NEW ORLEANS (AP) — Louisville has really relished being the underdog. So much so that coach Jeff Walz doesn't want to hear about how the Cardinals have that team-of-destiny air about them heading into the women's Final Four.
Yet, is there any other way to see Louisville after it derailed AP Player of the Year Brittney Griner and defending national champion Baylor, and then upset Tennessee — the most storied program in the sport?
Surely they couldn't be the underdogs against Final Four newcomer California in Sunday's national semifinals. Don't tell that to Walz.
"No one expects us to win now," Walz insisted. "I'm sorry, we're seeded fifth. So my thing is, I know we won two games, but we're seeded fifth, and if they expected us to win, we'd be seeded second or third."
California, Walz noted, "is a team that's 32-3, that beat Stanford. ... They're a great basketball team, so we're going to have to figure out a way."
And while destiny may be on Louisville's side, history is not. No team seeded worse than fourth has ever won a national semifinal game.
The Golden Bears were the No. 2 seed in the Spokane region and did not have to play their Pac-12 rivals, top-seeded Stanford in the NCAA tournament. Georgia took care of the Cardinal in the regional semifinal. The Lady Bulldogs also led Cal late in regulation before the Bears stormed back to force overtime and pull out a three-point victory.
Neither Cal nor Louisville were widely expected to make it this far, although President Obama saw something in the Golden Bears when he placed them in his Final Four bracket. Obama also had the Louisville's men's program making the Final Four. The school became the 10th to have both programs competing in the national semifinals.
Now the women's team or Cal will have a spot in the national championship game against either Connecticut (33-4) or Notre Dame (35-1).
"I definitely agree that a lot has to go right in order to get to this point, but I also think there's a huge impact that our players have in making things go right," Cal coach Lindsay Gottlieb said. "The teams that were in front of us at each stage were really formidable and we had to get the job done."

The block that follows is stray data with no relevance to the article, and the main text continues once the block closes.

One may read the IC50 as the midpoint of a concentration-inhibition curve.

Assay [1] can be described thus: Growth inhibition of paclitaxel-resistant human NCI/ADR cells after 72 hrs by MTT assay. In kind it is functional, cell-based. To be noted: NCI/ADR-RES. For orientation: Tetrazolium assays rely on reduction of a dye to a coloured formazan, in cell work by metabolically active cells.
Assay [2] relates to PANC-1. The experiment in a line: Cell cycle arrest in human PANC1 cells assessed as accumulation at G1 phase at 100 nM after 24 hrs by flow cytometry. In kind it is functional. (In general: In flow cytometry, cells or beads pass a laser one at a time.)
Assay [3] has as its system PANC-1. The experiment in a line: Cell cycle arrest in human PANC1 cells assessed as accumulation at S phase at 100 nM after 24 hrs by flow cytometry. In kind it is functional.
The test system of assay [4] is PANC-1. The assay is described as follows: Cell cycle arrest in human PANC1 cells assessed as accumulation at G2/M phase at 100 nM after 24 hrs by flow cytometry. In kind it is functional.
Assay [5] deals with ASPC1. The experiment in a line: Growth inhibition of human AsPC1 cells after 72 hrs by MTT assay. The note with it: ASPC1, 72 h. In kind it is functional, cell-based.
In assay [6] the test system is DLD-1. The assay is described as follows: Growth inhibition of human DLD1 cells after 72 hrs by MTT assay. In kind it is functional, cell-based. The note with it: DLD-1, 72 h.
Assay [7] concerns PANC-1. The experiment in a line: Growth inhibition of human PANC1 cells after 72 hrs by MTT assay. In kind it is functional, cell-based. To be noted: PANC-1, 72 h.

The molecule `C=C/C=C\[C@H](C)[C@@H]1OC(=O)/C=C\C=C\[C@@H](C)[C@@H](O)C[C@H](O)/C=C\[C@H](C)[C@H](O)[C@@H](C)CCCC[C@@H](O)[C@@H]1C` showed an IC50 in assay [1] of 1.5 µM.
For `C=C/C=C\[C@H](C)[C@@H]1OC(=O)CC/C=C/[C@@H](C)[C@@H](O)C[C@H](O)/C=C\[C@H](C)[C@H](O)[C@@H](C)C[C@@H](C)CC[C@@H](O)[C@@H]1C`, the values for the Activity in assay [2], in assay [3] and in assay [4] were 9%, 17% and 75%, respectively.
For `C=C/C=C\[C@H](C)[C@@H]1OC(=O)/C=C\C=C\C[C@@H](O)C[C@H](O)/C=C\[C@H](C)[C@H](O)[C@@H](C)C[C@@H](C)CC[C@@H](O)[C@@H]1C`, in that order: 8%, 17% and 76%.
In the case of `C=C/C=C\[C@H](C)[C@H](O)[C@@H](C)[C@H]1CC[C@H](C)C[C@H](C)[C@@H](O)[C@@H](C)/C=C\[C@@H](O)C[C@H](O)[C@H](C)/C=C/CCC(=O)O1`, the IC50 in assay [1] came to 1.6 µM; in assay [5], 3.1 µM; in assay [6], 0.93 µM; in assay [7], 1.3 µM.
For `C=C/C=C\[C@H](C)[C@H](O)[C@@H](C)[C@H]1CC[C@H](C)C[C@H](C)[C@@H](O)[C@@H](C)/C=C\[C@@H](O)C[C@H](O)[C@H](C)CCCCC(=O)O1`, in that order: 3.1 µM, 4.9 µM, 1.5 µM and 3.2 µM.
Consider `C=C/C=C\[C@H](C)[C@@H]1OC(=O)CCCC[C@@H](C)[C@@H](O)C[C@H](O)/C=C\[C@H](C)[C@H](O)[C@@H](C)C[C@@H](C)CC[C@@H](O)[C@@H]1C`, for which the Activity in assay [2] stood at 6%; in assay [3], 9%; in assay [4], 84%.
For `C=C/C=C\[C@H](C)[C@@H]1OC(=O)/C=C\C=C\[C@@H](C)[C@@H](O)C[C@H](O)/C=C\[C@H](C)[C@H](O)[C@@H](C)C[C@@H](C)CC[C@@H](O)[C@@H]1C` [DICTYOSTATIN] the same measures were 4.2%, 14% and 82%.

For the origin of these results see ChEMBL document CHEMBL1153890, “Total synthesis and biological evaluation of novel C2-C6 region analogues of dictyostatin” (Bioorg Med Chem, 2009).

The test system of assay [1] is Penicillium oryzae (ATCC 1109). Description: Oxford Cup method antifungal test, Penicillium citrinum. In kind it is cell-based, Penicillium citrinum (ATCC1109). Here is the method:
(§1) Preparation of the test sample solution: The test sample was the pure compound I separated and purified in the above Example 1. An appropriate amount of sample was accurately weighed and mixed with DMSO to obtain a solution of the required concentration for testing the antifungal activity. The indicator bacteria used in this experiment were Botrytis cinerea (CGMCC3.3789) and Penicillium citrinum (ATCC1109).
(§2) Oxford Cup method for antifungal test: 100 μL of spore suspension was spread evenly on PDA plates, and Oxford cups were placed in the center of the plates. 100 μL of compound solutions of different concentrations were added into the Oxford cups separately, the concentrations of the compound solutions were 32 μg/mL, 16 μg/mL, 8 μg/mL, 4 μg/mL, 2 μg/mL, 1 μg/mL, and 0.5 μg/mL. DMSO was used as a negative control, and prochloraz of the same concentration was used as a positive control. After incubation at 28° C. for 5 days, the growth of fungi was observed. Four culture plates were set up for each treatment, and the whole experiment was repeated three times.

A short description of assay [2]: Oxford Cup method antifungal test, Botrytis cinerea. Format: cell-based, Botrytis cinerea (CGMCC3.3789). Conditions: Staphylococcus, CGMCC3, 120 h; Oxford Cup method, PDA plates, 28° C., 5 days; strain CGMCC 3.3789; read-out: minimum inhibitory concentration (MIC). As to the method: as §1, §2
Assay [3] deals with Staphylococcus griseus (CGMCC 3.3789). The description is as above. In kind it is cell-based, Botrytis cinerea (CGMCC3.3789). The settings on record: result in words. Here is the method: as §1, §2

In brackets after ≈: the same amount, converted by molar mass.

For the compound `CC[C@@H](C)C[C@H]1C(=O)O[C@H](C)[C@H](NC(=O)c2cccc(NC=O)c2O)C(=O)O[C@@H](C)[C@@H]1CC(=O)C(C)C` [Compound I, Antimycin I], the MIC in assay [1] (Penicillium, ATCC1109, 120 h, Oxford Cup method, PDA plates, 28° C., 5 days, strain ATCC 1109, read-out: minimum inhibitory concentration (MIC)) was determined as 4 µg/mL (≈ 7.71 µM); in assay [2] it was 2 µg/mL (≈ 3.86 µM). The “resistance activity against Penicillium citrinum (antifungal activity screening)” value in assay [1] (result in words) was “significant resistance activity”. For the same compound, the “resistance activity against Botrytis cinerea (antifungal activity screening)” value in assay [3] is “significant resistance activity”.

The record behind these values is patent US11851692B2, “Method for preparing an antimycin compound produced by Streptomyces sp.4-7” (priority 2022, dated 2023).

Cal's matchup with Louisville has the promise of an entertaining game at the very least. Both teams talk about how they like to have fun and play loose.
Walz, who has a slight speech impediment, doesn't mind when his players poke fun at the way he talks. He also won't yank rising star Shoni Schimmel (14.4 points per game) off the court when she misses a crazy shot because he doesn't want to suppress the creativity of his talented players.
Gottlieb, too, embraces players who express themselves individually. She doesn't criticize her leading scorer, 5-foot-9 senior guard Layshia Clarendon (16.4 points per game), for attracting attention to herself by wearing her hair in a dyed blond mohawk.
"They're individuals," Gottlieb said. "I would say it is a group that genuinely enjoys life and playing college basketball."
They are also highly competitive, though. Asked where they were during last season's Final Four, both Clarendon and 6-3 Cal center Talia Caldwell said they did not watch the games because they were so bitter about not being there themselves.
"I was just disgusted seeing all those teams. I felt like we should have been there, even last year, and we would have competed and could have won the whole thing," said Caldwell, who averages 9.1 points and 7.3 rebounds. "So it just motivated I know me personally for next year and I wanted to work on my game."
To beat Louisville, Cal may have to adopt the kind of physical, Big East defensive play that can disrupt an opponents' shooting rhythm. The Cardinals have been shooting 50 percent in the tournament, and upset Baylor simply by outscoring them, 82-81, on the strength of 16 made 3s on 25 attempts (64 percent). Schimmel made 5 of 8 3s and Antonita Slaughter hitting 7 of 9.
With his team shooting like that, Walz deflected compliments regarding his team's defense against Baylor and its star center, Griner.
"Instead of worrying about how we guarded Brittney ... maybe everybody should start asking how do we score 82, because there's not been one team in the four years that Brittney Griner was at Baylor that scored more than 82 points," Walz said.
That is precisely what Gottlieb has been trying to figure out.
"We care about what they're running and how they're getting those open looks," Gottlieb said. "And, yeah, sure, I'm cognizant of the fact they're hot. And why are they hot? And what do we need to cool that down? We talk to our players about that, but it becomes more about specifics of how we want to defend them or what they've been doing well and not."
As to the question of destiny, Gottlieb added, "Our kids pretty much think we've got a good thing going, too."